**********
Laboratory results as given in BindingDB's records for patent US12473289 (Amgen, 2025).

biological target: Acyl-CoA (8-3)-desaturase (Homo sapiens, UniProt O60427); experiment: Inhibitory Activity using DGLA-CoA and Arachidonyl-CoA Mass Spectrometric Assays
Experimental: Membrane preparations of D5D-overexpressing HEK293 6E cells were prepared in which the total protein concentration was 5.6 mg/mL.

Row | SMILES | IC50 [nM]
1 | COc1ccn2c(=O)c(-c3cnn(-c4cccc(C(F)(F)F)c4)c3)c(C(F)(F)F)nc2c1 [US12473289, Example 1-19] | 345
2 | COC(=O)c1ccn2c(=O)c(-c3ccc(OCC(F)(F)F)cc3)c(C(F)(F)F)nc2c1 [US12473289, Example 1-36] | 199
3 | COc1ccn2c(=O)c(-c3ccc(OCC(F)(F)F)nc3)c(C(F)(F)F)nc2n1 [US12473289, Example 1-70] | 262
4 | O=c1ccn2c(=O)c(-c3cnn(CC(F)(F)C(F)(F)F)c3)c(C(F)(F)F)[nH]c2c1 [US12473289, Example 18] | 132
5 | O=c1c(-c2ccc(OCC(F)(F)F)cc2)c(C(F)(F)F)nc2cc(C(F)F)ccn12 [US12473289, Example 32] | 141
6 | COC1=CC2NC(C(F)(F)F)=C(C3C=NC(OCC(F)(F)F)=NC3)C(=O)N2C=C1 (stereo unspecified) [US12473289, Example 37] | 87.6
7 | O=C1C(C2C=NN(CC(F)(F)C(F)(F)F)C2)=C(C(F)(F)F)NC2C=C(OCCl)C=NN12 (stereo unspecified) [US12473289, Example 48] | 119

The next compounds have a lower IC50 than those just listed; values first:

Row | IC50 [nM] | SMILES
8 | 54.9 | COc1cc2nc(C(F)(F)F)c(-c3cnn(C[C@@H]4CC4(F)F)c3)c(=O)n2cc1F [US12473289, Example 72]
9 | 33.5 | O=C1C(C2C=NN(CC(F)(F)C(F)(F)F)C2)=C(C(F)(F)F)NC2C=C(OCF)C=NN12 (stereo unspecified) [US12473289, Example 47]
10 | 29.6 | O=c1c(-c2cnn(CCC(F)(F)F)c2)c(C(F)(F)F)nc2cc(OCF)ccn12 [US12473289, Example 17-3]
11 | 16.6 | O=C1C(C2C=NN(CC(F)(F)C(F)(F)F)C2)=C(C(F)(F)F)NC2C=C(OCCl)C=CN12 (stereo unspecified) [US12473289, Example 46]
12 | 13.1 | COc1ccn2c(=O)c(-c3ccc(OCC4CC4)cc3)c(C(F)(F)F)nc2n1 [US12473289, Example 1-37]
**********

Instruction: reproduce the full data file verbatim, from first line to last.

Laboratory results as given in BindingDB's records for patent US12473289 (Amgen, 2025).

biological target: Acyl-CoA (8-3)-desaturase (Homo sapiens, UniProt O60427); experiment: Inhibitory Activity using DGLA-CoA and Arachidonyl-CoA Mass Spectrometric Assays
Experimental: Membrane preparations of D5D-overexpressing HEK293 6E cells were prepared in which the total protein concentration was 5.6 mg/mL.

Row | SMILES | IC50 [nM]
1 | COc1ccn2c(=O)c(-c3cnn(-c4cccc(C(F)(F)F)c4)c3)c(C(F)(F)F)nc2c1 [US12473289, Example 1-19] | 345
2 | COC(=O)c1ccn2c(=O)c(-c3ccc(OCC(F)(F)F)cc3)c(C(F)(F)F)nc2c1 [US12473289, Example 1-36] | 199
3 | COc1ccn2c(=O)c(-c3ccc(OCC(F)(F)F)nc3)c(C(F)(F)F)nc2n1 [US12473289, Example 1-70] | 262
4 | O=c1ccn2c(=O)c(-c3cnn(CC(F)(F)C(F)(F)F)c3)c(C(F)(F)F)[nH]c2c1 [US12473289, Example 18] | 132
5 | O=c1c(-c2ccc(OCC(F)(F)F)cc2)c(C(F)(F)F)nc2cc(C(F)F)ccn12 [US12473289, Example 32] | 141
6 | COC1=CC2NC(C(F)(F)F)=C(C3C=NC(OCC(F)(F)F)=NC3)C(=O)N2C=C1 (stereo unspecified) [US12473289, Example 37] | 87.6
7 | O=C1C(C2C=NN(CC(F)(F)C(F)(F)F)C2)=C(C(F)(F)F)NC2C=C(OCCl)C=NN12 (stereo unspecified) [US12473289, Example 48] | 119

The next compounds have a lower IC50 than those just listed; values first:

Row | IC50 [nM] | SMILES
8 | 54.9 | COc1cc2nc(C(F)(F)F)c(-c3cnn(C[C@@H]4CC4(F)F)c3)c(=O)n2cc1F [US12473289, Example 72]
9 | 33.5 | O=C1C(C2C=NN(CC(F)(F)C(F)(F)F)C2)=C(C(F)(F)F)NC2C=C(OCF)C=NN12 (stereo unspecified) [US12473289, Example 47]
10 | 29.6 | O=c1c(-c2cnn(CCC(F)(F)F)c2)c(C(F)(F)F)nc2cc(OCF)ccn12 [US12473289, Example 17-3]
11 | 16.6 | O=C1C(C2C=NN(CC(F)(F)C(F)(F)F)C2)=C(C(F)(F)F)NC2C=C(OCCl)C=CN12 (stereo unspecified) [US12473289, Example 46]
12 | 13.1 | COc1ccn2c(=O)c(-c3ccc(OCC4CC4)cc3)c(C(F)(F)F)nc2n1 [US12473289, Example 1-37]